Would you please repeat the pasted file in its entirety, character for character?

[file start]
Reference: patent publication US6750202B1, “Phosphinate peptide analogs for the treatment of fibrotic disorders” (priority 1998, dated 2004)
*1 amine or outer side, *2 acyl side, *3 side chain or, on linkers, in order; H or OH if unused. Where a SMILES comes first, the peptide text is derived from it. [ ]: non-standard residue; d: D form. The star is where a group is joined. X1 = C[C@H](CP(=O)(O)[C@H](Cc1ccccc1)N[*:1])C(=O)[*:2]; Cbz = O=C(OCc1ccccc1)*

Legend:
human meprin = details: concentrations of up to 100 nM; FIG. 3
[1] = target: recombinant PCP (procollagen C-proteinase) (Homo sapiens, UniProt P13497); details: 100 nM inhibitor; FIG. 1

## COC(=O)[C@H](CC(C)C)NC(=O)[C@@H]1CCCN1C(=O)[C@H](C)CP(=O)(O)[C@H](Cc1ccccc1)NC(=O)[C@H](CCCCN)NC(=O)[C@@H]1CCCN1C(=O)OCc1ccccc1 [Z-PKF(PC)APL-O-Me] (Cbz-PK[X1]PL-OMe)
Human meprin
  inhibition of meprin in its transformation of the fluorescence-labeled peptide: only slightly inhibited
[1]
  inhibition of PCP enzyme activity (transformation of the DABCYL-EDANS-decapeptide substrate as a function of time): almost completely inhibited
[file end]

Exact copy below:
Reference: patent publication US6750202B1, “Phosphinate peptide analogs for the treatment of fibrotic disorders” (priority 1998, dated 2004)
*1 amine or outer side, *2 acyl side, *3 side chain or, on linkers, in order; H or OH if unused. Where a SMILES comes first, the peptide text is derived from it. [ ]: non-standard residue; d: D form. The star is where a group is joined. X1 = C[C@H](CP(=O)(O)[C@H](Cc1ccccc1)N[*:1])C(=O)[*:2]; Cbz = O=C(OCc1ccccc1)*

Legend:
human meprin = details: concentrations of up to 100 nM; FIG. 3
[1] = target: recombinant PCP (procollagen C-proteinase) (Homo sapiens, UniProt P13497); details: 100 nM inhibitor; FIG. 1

## COC(=O)[C@H](CC(C)C)NC(=O)[C@@H]1CCCN1C(=O)[C@H](C)CP(=O)(O)[C@H](Cc1ccccc1)NC(=O)[C@H](CCCCN)NC(=O)[C@@H]1CCCN1C(=O)OCc1ccccc1 [Z-PKF(PC)APL-O-Me] (Cbz-PK[X1]PL-OMe)
Human meprin
  inhibition of meprin in its transformation of the fluorescence-labeled peptide: only slightly inhibited
[1]
  inhibition of PCP enzyme activity (transformation of the DABCYL-EDANS-decapeptide substrate as a function of time): almost completely inhibited